1. Compared with disease-free controls, a higher proportion of participants with early-onset basal cell carcinoma (BCC) used tanning lamps early in life.
2. Participants exposed to indoor tanning at younger ages had progressively higher odds of developing early-onset BCC.
Evidence Rating Level: 2 (Good)
Study Rundown: Exposure to UV radiation is the most contributory activity to increasing the risk of basal cell carcinoma (BCC). Indoor tanning exposes the user to UV radiation with proven carcinogenic properties and increases the risk of BCC. This study sought to uncover the effects of indoor tanning by comparing those with diagnosed BCC to matched disease-free controls. Subjects with BCC were more likely to sunburn upon exposure to the summer sun, though the cumulative hours spent in the sun did not differ between the BCC and control groups. Compared to controls, a significantly higher proportion of subjects with early-onset BCC used tanning lamps. Participants with earlier age of first indoor tanning exposure had progressively increased risk of developing early-onset BCC, suggesting an inverse relationship between risk of developing early-onset BCC and age at first exposure to indoor tanning. These findings underscore the importance of counseling pediatric patients on the dangers of indoor tanning and may help inform policy on the use of indoor tanning. Though the first to illustrate the inverse relationship between early-onset BCC and age at indoor tanning exposure, this study is limited by the restricted sample area and reliance on patients’ recall of risk factors in childhood.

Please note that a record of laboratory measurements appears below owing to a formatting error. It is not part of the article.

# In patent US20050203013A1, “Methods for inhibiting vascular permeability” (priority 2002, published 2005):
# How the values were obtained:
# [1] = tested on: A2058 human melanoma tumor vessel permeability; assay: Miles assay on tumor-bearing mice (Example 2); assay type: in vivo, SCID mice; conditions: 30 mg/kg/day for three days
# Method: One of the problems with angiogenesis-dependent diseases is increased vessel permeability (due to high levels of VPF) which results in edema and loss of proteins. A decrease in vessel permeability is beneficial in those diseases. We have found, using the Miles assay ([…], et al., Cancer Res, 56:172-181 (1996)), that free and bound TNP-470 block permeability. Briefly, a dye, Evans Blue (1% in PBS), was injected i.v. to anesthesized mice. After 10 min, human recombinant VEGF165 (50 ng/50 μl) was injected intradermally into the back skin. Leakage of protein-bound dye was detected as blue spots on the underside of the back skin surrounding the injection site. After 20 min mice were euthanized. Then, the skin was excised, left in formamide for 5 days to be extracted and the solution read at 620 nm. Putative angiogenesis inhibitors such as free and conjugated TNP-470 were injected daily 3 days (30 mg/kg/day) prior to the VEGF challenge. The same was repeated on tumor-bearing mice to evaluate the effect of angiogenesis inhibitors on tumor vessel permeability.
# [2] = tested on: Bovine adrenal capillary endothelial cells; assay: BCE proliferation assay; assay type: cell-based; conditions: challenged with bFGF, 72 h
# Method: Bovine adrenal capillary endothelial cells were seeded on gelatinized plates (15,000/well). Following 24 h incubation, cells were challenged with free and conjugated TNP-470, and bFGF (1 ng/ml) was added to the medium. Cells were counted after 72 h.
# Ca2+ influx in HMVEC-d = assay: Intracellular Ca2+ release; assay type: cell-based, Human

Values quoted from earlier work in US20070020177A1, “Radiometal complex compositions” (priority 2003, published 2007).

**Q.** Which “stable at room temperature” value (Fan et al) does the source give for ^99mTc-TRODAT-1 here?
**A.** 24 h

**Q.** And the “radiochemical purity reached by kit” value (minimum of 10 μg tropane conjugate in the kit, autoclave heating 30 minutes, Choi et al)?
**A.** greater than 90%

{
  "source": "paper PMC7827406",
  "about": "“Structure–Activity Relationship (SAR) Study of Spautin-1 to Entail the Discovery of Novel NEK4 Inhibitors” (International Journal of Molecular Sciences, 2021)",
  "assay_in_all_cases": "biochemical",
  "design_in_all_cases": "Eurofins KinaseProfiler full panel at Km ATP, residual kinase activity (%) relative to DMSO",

In-Depth [case-control]: This study compared the exposure history of 622 subjects with BCC to 457 matched controls residing in the state of New Hampshire. Each subject was interviewed in their home and asked about skin cancer risk factors, including their use of indoor tanning. Those who had used indoor tanning devices were asked about age at first use. Both case and control groups were assessed for confounding factors, such as education level, skin reaction to first exposure to sunlight, number of painful sunburns, and lifetime hours of sun exposure. A significantly higher proportion of participants with early-onset BCC reported indoor tanning, compared with controls (OR = 1.6, 95% CI: 1.3-2.1). The OR remained constant by age for first use after 23 years old, however, in subjects younger than 23 years, OR increased with each year younger at first exposure (OR for each year of age younger = 1.1, 95% CI: 1.0-1.2). Among subjects whose first exposure to indoor tanning was at 20 years old or younger, an elevated OR of early-onset BCC was associated with a shorter time period between first exposure and diagnosis (OR = 2.5, 95% CI: 1.1-5.7).
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